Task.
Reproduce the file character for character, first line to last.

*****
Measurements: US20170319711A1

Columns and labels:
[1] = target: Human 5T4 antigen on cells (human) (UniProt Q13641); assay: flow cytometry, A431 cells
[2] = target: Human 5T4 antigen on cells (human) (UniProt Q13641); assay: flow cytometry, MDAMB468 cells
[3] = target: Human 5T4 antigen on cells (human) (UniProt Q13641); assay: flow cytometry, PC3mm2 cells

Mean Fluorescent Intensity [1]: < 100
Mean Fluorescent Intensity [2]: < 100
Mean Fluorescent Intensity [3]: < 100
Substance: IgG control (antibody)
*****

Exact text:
Measurements: US20170319711A1

Columns and labels:
[1] = target: Human 5T4 antigen on cells (human) (UniProt Q13641); assay: flow cytometry, A431 cells
[2] = target: Human 5T4 antigen on cells (human) (UniProt Q13641); assay: flow cytometry, MDAMB468 cells
[3] = target: Human 5T4 antigen on cells (human) (UniProt Q13641); assay: flow cytometry, PC3mm2 cells

Mean Fluorescent Intensity [1]: < 100
Mean Fluorescent Intensity [2]: < 100
Mean Fluorescent Intensity [3]: < 100
Substance: IgG control (antibody)